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If you are one of the nearly half of Americans who can't afford to retire, here's good news. Even if you're approaching retirement with little or no savings, retirement experts say there's much you still can do to construct a satisfying, if modest, retirement.

But you'll need to act soon and avoid the paralysis that can come from fear and resistance to change. Your reward: a more-comfortable life in years to come.

Americans of all ages are facing a dire retirement savings shortfall, says retirement-security expert Teresa Ghilarducci at the New School of Social Research in New York. She predicts that slightly more than half of middle-income and lower-income Americans will be living at or near the poverty line in old age.

Ghilarducci and colleagues extensively analyzed all the research on retirement readiness and savings in 2010. They concluded that nearly half of Americans ages 44 to 55 were at risk for poverty by age 65.

"There are 39 million of us in that age group," she says. "We have a 49% chance of being poor at 65, which means the risk goes way up when we are 70, 75 or 80." The last time the U.S. saw old-age poverty this severe was before the Great Depression, she says.

In other words, it's not a moment too soon to start thinking realistically. "You're not going to have the traveling-around-the-country-in-a-$100,000-RV-and-golfing kind of retirement, but that doesn't mean you can't still have a good retirement, even if it doesn't look like what you originally envisioned," says MSN Money personal finance columnist Liz Weston.

Here are the five keys to pulling it off:

1. Keep your hands off your Social Security

Claiming Social Security early is a bad idea, and yet it's a popular one. Nearly half of retirees take Social Security benefits when they turn 62. They're probably leaving money on the table that could make a difference to them in 10 or 20 years.

What's the rush? Some people are disabled and have no options. Some are jobless. Others are tired of working. Many are scared because policy discussions about reforming Social Security make them believe -- incorrectly -- that, if they don't grab benefits now, they'll lose out.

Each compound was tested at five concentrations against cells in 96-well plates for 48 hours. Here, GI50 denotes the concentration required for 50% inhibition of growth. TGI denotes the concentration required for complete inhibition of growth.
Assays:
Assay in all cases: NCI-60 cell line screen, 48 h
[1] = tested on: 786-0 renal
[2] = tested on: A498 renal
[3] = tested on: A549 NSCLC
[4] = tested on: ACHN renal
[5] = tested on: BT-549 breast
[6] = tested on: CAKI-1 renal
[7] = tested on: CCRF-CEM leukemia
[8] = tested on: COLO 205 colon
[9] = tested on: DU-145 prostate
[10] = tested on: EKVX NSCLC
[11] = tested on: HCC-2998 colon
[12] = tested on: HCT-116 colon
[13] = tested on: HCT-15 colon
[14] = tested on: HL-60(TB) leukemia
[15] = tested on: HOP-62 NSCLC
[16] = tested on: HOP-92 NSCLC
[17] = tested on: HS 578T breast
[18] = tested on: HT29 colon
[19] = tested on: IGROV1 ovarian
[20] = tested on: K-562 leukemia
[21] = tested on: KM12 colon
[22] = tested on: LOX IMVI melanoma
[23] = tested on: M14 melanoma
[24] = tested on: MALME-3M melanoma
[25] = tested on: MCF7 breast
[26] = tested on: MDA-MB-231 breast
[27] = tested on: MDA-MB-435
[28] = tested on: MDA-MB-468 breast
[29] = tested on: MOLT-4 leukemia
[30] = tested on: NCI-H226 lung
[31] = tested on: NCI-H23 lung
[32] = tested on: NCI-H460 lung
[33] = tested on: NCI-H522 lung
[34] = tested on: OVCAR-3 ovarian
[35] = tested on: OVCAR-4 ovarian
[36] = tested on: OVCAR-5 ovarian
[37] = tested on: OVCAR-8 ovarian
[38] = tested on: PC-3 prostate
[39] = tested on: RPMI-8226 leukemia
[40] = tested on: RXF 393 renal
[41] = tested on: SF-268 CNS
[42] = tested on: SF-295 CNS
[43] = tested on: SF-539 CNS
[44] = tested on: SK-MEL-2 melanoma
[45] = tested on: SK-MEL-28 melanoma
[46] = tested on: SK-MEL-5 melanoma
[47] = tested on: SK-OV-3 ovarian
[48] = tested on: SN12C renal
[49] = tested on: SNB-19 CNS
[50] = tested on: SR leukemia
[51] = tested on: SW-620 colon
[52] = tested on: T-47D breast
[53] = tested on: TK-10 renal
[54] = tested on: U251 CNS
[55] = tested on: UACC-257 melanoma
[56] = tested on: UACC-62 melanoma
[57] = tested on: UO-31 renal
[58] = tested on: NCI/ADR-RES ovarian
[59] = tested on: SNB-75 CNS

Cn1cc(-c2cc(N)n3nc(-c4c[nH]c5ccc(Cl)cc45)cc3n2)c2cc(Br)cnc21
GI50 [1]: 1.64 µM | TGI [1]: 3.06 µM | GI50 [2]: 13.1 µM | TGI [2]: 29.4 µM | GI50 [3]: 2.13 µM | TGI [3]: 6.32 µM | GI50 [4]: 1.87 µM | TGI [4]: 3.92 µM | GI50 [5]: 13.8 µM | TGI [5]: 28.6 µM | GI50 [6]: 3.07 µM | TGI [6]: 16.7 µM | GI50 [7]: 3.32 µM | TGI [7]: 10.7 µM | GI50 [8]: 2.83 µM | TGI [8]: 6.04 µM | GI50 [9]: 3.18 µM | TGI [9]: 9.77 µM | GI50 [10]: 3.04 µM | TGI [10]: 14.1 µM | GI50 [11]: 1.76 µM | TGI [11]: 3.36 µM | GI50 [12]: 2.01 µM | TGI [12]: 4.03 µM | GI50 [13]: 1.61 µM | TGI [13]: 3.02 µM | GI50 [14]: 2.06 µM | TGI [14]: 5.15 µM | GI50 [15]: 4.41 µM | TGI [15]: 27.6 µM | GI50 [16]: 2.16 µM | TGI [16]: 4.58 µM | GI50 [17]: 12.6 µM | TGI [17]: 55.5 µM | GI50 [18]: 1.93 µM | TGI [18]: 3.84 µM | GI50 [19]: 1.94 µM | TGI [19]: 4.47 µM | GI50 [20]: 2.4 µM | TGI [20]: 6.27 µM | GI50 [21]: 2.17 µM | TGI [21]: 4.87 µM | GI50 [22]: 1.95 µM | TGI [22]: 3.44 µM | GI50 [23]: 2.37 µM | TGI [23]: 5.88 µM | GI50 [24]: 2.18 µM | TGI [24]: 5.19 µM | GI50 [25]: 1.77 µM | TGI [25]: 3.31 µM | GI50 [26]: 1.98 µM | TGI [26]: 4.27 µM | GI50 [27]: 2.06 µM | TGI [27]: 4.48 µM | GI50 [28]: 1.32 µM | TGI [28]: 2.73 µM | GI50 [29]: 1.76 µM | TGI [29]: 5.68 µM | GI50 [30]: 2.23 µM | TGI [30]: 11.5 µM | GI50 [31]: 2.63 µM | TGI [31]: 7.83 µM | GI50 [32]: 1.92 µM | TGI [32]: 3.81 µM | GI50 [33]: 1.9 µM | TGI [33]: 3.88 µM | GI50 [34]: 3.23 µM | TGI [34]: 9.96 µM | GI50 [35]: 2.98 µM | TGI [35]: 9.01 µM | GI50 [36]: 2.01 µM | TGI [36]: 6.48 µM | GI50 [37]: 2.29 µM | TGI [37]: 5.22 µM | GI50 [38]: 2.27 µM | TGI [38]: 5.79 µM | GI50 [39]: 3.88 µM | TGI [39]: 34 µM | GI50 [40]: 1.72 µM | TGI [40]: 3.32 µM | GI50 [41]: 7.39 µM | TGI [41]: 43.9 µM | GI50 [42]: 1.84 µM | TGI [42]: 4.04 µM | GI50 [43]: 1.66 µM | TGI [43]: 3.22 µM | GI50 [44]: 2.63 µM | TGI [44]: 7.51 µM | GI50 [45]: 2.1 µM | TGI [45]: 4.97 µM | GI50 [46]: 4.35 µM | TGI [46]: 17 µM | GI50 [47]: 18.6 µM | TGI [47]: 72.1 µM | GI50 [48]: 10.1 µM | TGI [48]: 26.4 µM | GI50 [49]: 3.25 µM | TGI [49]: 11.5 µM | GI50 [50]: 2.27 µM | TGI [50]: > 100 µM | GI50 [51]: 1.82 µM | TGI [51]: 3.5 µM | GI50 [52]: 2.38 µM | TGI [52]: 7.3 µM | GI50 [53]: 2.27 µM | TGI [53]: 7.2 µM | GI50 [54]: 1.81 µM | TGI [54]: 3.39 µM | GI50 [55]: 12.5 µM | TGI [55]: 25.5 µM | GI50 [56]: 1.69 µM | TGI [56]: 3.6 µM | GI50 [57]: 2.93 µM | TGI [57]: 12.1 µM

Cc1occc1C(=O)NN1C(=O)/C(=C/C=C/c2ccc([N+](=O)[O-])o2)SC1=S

That's a mistake, says Steve Vernon, an actuary and expert on retirement preparation who wrote "Money for Life: Turn Your IRA and 401(k) Into a Lifetime Retirement Paycheck."

The most drastic proposals for cutting Social Security wouldn't touch anyone now in their 60s, he says. The most aggressive plans would affect people who are now 58 or older. The most liberal plans begin with those who are now 53 or 54.

The choice on when to claim benefits can cost people tens of thousands or even hundreds of thousands of dollars. "It can mean the difference between a near surely successful plan and a failing plan in many, many cases," says Robert W. Stanley, a certified financial planner in Libertyville, Ill. He teaches classes on strategies for claiming Social Security.

Waiting helps you postpone spending the savings you do have. Also, the longer you wait, the bigger your monthly Social Security check eventually will be. Your cost-of-living increases will be bigger, too.

Working even a couple of extra years can make a big difference, Vernon says. If you're 58 or older, you'll receive 25% less every month by taking Social Security at 62 instead of 66. Younger people will lose even more.

On the other hand, you'll earn up to 76% more each month by waiting to claim Social Security at age 70, according to research by the Boston College Center for Retirement Research. You can check the effect effect of your claiming age on your own benefits with the early-or-late calculator from the Social Security Administration.

"This is basically your paycheck for the rest of your life," says Weston.

Even if you've been laid off, you'll come out ahead by waiting and working even part time. You need only to earn as much as Social Security would have paid.

"I would take any job. I'd work at Starbucks. I'd work at Home Depot or do some kind of part-time work. . . . Later, when you retire and get a higher benefit, you'll be really grateful you did," Vernon says.

2. Park your home equity

If you've got home equity, treat it as an old-age emergency fund, Vernon says. Delay tapping it as long as possible. You'll need it in your 80s or 90s for surprises like home repairs, escalating heating fuel costs, medical bills or hiring in-home help.

People in their 60s are taking out reverse mortgages too early and choosing expensive, higher-risk products, the Consumer Financial Protection Bureau warned recently. Watch out for shady sales pitches and high fees that can result in you losing your home.

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3. Consider bankruptcy